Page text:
(This exchange of views was repeated for a second and a third time,) but neither was Carpenter Fivetools able to convince the Venerable Udayi, nor could the Venerable Udayi convince Carpenter Fivetools. It so happened that [the] Venerable Ananda had listened to that conversation and went to see the Blessed One about it. Having saluted the Blessed One respectfully, he sat down at one side. Thus seated, he repeated the entire conversation that had taken place between the Venerable Udayi and Carpenter Fivetools.
The Blessed One said: "Ananda, Udayi's way of presentation, with which Carpenter Fivetools disagreed, was correct, indeed. But also Carpenter Fivetool's way of presentation, with which Udayi disagreed, was correct. In one way of presentation I have spoken of two kinds of feelings, and in other ways of presentation I have spoken of three, of six, of eighteen, of thirty-six, and of one hundred and eight kinds of feelings. So the Dhamma has been shown by me in different ways of presentation.
"Regarding the Dhamma thus shown by me in different ways, if there are those who do not agree with, do not consent to, and do not accept what is rightly said and rightly spoken, it may be expected of them that they will quarrel, and get into arguments and disputes, hurting each other with sharp words.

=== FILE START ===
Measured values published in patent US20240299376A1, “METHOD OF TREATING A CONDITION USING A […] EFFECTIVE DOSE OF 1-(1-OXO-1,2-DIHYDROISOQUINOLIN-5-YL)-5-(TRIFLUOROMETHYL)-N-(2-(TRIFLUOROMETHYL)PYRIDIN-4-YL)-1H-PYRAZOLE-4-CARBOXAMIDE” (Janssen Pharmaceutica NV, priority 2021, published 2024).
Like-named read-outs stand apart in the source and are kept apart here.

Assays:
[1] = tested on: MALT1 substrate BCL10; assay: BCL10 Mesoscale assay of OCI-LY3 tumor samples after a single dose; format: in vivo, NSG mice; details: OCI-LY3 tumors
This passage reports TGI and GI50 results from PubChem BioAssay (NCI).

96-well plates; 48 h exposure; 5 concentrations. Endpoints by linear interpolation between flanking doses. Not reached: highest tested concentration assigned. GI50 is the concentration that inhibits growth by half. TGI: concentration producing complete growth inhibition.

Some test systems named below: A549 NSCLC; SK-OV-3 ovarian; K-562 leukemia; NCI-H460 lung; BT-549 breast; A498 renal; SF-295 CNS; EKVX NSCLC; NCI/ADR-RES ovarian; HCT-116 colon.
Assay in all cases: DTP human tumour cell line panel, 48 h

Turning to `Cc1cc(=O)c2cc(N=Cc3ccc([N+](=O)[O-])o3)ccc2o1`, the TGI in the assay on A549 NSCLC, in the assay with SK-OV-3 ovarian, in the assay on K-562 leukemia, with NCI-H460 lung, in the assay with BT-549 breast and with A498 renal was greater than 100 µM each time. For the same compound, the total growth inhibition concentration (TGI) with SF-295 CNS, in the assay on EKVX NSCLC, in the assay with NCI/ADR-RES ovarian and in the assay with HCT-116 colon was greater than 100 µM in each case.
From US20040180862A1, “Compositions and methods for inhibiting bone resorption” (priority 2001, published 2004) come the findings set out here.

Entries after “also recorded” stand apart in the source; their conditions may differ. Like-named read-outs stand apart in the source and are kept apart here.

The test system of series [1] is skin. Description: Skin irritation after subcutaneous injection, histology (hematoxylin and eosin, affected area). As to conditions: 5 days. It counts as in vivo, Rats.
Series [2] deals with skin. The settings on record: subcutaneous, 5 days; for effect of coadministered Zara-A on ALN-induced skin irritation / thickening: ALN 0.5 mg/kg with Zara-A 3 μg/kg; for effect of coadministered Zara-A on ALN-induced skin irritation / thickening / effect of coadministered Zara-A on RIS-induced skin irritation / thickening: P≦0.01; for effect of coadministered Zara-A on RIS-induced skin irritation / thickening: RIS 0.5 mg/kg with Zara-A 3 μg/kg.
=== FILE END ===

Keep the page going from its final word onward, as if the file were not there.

"Regarding the Dhamma thus shown by me in different ways, if there are those who agree with, consent to, and accept what is rightly said and rightly spoken, it may be expected of them that they will live in concord and amity, without dispute, like milk (that easily mixes) with water, looking at each other with friendly eyes.
"There are five strands of sense desire. What are these five? Forms cognizable by the eye that are wished for, desirable, agreeable and endearing, bound up with sensual desire and tempting to lust. Sounds cognizable by the ear... odors cognizable by the nose... flavors cognizable by the tongue... tangibles cognizable by the body, that are wished for, desirable, agreeable and endearing, bound up with sense desire, and tempting to lust. These are the five strands of sense desire. The pleasure and joy arising dependent on these five strands of sense desire, that is called sensual pleasure.